Like in a Disney film, there has been space drama where a little robot has become lost in space. This has made Mark and me follow things with a sentiment as if Wall-E was real.
The European Space Agency mission to the comet Comet 67P/Churyumov–Gerasimenko did reach its target through a dizzying manoeuvre over a decade, and the lander Philae did manage to detach from the main probe Rosetta to land on the surface of the comet.
It is an achievement of monumental proportions. It is difficult enough to hit a planet with a probe, as the repeated attempts to land probes on Mars and Venus have shown for decades. To hit a small comet, the dimensions are 4.3 x 4.1 kilometres, is a major thing in other words, particularly since the comet is beyond the orbit of Jupiter.
So, for this reason, in this household there has been a space probe mood of late, with Mark reading everything about the mission, and yours truly caught up partly because it’s really interesting and partly because Mark is cute when he becomes so eager about things.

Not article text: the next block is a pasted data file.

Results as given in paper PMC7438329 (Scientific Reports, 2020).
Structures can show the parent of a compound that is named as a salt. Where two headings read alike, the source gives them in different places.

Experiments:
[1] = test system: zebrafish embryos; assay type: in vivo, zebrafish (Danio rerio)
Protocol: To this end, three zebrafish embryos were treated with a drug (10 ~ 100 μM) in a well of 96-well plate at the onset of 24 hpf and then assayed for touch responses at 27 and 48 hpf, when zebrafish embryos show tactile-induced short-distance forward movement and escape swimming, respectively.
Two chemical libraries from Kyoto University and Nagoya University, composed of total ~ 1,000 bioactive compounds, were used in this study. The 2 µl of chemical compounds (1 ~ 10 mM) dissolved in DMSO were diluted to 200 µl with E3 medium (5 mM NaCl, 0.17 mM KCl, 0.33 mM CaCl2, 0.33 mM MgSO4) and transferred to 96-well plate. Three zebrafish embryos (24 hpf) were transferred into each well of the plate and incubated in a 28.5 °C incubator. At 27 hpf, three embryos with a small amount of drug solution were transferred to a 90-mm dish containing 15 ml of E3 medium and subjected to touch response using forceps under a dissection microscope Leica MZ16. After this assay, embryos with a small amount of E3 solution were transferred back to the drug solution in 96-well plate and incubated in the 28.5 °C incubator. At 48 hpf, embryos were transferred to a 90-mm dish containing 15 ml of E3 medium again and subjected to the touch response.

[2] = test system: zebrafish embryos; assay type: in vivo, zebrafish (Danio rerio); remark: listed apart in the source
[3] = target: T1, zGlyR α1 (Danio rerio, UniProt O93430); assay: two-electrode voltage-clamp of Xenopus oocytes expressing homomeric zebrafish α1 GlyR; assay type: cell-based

Then there was the trouble with the lander. Now, the main scientific instrument is the Rosetta spacecraft itself, and that one orbits around the comet. The lander was supposed to do a limited set of experiments on the surface. Still, when the lander bounced, and fell into the shade where its solar panels couldn’t catch enough sunlight, it felt a bit like watching the last moments of Wall-E.
ESA has generally been very smart about communicating the science, and to establish a feel about the mission. Particularly with the personification of the lander and the orbiting probe on social media using the hashtag #cometlanding.
For now, Philae is sleeping. It remains to be seen if the probe can be awakened again. As I understand it, the electronics need a certain amount of heat to work properly, and there’s uncertainty whether the lander can be awakened again because the lander will go into deep freeze.
But who knows, maybe the lander will dream in its sleep all alone on the comet as it hurtles toward the sun and its sunlight? Maybe it can wake up when the comet is closer to the sun?